If you are at a healthy weight, work to maintain your weight by combining a healthy diet with daily exercise. If you need to lose weight, ask your health care provider about healthy ways to achieve your goal. Aim to lose weight slowly by increasing the amount of exercise you get and reducing the number of calories you eat.
If you have been diagnosed with an advanced colon polyp, talk with your health care provider about taking preventive aspirin. The U.S. Preventive Services Task Force concluded that aspirin reduces the risk of colorectal cancer by 40% in patients with advanced colorectal polyps. It is not recommended for everyone, so be sure to follow your health care provider's recommendations.
How is colorectal cancer diagnosed?
Colon cancer screening is of paramount importance for preventing and catching colorectal cancer early. Although a colonoscopy isn't perceived as the most glamorous screening, the benefits far outweigh the downfalls. Experts recommend that patients should begin colon screening at 45 or 10 years prior to when an immediate family member was diagnosed with colon cancer. For example, if your mother was diagnosed with colon cancer at 48, have your first screening at 38.
An alternative to a traditional colonoscopy is a new at-home test that Mayo Clinic helped develop. This test uses a stool sample to detect cancerous DNA. Talk to your health care provider to see if this may be an option for you.
This test requires no bowel preparation and no time off work, and it is covered by most health insurance plans as a colon cancer screening. It detects polyps and cancer. If abnormal, a follow-up colonoscopy is recommended to determine the source of cancerous DNA detected in the stool. Most tests will be negative, which will reduce the need for routine screening colonoscopies.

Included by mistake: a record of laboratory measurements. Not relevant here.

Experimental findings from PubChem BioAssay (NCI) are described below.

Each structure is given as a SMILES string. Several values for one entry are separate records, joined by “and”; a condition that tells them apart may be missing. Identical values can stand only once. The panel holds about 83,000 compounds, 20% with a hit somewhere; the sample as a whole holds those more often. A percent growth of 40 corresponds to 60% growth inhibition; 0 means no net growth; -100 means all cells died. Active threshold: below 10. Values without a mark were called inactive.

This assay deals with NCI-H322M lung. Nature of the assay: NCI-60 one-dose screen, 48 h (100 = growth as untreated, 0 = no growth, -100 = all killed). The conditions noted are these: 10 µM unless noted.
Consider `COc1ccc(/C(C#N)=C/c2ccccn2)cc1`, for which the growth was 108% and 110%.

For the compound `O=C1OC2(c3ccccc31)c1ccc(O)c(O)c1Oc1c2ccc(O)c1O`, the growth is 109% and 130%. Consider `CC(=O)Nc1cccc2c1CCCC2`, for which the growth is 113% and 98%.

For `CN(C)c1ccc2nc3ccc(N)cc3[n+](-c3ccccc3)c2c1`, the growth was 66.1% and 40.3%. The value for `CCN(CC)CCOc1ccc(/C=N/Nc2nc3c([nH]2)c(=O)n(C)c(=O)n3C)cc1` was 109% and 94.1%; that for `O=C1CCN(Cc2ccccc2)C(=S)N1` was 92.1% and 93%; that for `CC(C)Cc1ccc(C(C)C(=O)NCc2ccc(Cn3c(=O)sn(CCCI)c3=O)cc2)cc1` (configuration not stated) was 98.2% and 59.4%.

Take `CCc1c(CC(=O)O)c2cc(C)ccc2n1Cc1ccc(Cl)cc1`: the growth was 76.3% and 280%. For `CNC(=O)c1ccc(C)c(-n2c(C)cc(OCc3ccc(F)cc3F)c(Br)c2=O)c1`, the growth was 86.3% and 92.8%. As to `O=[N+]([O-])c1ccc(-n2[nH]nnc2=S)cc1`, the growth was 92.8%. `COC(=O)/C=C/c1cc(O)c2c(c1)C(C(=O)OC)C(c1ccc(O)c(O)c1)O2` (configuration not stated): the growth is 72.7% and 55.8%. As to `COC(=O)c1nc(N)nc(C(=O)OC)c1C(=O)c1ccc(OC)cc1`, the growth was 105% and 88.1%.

What are the symptoms?
Symptoms are usually subtle, if at all noticeable, during the early stages of colorectal cancer, which is why regular screening is vital.
If signs appear, they're usually in the form of:
- Blood in your stool or rectal bleeding.
- Unexplained weight loss.
- Persistent abdominal issues, including cramps, gas and pain.
- Persistent changes in bowel movements, including diarrhea, constipation or stool consistency.
- Fatigue or weakness.
- A feeling that your bowel doesn't empty completely.
Can colorectal cancer spread to other areas of the body?
Yes, colorectal cancer can spread to other areas of your body, most commonly to the liver. It can spread to your lungs, brain or lymph nodes, as well. It is more difficult to treat after it spreads. That's why it is so important to detect and diagnose it as soon as possible.
How is colorectal cancer treated?
Colorectal cancer treatments are more effective if the cancer is discovered early. Which treatments are most likely to help you depends on your particular situation, including the location of your cancer, its stage and your other health concerns. Treatment for colon cancer usually involves surgery to remove the cancer. Other treatments, such as radiation therapy and chemotherapy, also may be recommended.
What is the survival rate of colorectal cancer?
The bad news is that colorectal cancer is the third leading cause of cancer-related deaths in men and women. It is expected to cause about 53,000 deaths in 2021. The good news is that the death rate has been dropping for decades due to increased screenings, removal of polyps earlier and improvements in treatments.
The relative survival rate of any cancer compares people with the same type and stage of cancer to people in the overall population. The relative survival rate for colorectal cancer varies based on the stage of the cancer. According to the American Cancer Society, colorectal cancer that has not spread outside the colon or rectum has a five-year relative survival rate of nearly 90%; whereas, cancer that has spread to other areas of the body is 14%–16%.
Colorectal cancer can be prevented with proper screening in concert with healthy lifestyle changes and increased awareness. Talk to your health care team if you have questions or concerns regarding colorectal health. And be sure to encourage your friends and loved ones to follow screening guidelines.
Stephan Thome, M.D., is a medical oncologist in Mankato, Minnesota.